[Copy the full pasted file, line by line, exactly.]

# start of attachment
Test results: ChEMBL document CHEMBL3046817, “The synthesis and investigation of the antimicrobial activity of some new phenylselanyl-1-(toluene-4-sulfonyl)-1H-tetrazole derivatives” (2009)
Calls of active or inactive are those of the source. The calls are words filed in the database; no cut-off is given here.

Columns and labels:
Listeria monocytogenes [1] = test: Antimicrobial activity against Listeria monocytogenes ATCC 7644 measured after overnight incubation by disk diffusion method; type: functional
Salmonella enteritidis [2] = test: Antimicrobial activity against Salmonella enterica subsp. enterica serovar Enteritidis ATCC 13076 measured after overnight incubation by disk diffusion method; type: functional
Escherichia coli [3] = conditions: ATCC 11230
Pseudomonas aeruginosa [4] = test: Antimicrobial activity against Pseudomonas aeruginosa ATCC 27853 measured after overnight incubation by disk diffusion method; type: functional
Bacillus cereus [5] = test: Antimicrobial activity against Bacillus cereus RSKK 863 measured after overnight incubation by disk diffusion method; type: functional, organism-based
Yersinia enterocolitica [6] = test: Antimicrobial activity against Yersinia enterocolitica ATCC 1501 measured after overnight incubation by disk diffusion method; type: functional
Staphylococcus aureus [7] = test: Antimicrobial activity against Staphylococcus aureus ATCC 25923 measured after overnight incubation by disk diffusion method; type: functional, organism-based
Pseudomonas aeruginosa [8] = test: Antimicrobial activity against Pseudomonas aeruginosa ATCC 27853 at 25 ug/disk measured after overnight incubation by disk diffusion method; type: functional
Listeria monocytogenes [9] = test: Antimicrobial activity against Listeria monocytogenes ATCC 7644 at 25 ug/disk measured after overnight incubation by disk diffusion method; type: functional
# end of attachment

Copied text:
Test results: ChEMBL document CHEMBL3046817, “The synthesis and investigation of the antimicrobial activity of some new phenylselanyl-1-(toluene-4-sulfonyl)-1H-tetrazole derivatives” (2009)
Calls of active or inactive are those of the source. The calls are words filed in the database; no cut-off is given here.

Columns and labels:
Listeria monocytogenes [1] = test: Antimicrobial activity against Listeria monocytogenes ATCC 7644 measured after overnight incubation by disk diffusion method; type: functional
Salmonella enteritidis [2] = test: Antimicrobial activity against Salmonella enterica subsp. enterica serovar Enteritidis ATCC 13076 measured after overnight incubation by disk diffusion method; type: functional
Escherichia coli [3] = conditions: ATCC 11230
Pseudomonas aeruginosa [4] = test: Antimicrobial activity against Pseudomonas aeruginosa ATCC 27853 measured after overnight incubation by disk diffusion method; type: functional
Bacillus cereus [5] = test: Antimicrobial activity against Bacillus cereus RSKK 863 measured after overnight incubation by disk diffusion method; type: functional, organism-based
Yersinia enterocolitica [6] = test: Antimicrobial activity against Yersinia enterocolitica ATCC 1501 measured after overnight incubation by disk diffusion method; type: functional
Staphylococcus aureus [7] = test: Antimicrobial activity against Staphylococcus aureus ATCC 25923 measured after overnight incubation by disk diffusion method; type: functional, organism-based
Pseudomonas aeruginosa [8] = test: Antimicrobial activity against Pseudomonas aeruginosa ATCC 27853 at 25 ug/disk measured after overnight incubation by disk diffusion method; type: functional
Listeria monocytogenes [9] = test: Antimicrobial activity against Listeria monocytogenes ATCC 7644 at 25 ug/disk measured after overnight incubation by disk diffusion method; type: functional